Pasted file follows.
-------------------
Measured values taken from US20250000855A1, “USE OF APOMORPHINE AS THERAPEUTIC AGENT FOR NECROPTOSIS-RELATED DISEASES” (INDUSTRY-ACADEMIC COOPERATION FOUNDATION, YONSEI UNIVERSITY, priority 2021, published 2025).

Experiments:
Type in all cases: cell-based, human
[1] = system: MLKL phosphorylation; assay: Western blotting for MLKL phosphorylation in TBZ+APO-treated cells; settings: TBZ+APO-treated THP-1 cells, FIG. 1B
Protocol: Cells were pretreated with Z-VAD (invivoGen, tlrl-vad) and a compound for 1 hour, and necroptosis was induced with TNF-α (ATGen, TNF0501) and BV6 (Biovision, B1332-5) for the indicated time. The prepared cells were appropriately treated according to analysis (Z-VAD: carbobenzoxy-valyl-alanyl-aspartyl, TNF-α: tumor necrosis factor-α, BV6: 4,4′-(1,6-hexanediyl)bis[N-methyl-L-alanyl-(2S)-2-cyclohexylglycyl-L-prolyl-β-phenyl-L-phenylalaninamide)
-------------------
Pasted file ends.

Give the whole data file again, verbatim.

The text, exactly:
Measured values taken from US20250000855A1, “USE OF APOMORPHINE AS THERAPEUTIC AGENT FOR NECROPTOSIS-RELATED DISEASES” (INDUSTRY-ACADEMIC COOPERATION FOUNDATION, YONSEI UNIVERSITY, priority 2021, published 2025).

Experiments:
Type in all cases: cell-based, human
[1] = system: MLKL phosphorylation; assay: Western blotting for MLKL phosphorylation in TBZ+APO-treated cells; settings: TBZ+APO-treated THP-1 cells, FIG. 1B
Protocol: Cells were pretreated with Z-VAD (invivoGen, tlrl-vad) and a compound for 1 hour, and necroptosis was induced with TNF-α (ATGen, TNF0501) and BV6 (Biovision, B1332-5) for the indicated time. The prepared cells were appropriately treated according to analysis (Z-VAD: carbobenzoxy-valyl-alanyl-aspartyl, TNF-α: tumor necrosis factor-α, BV6: 4,4′-(1,6-hexanediyl)bis[N-methyl-L-alanyl-(2S)-2-cyclohexylglycyl-L-prolyl-β-phenyl-L-phenylalaninamide)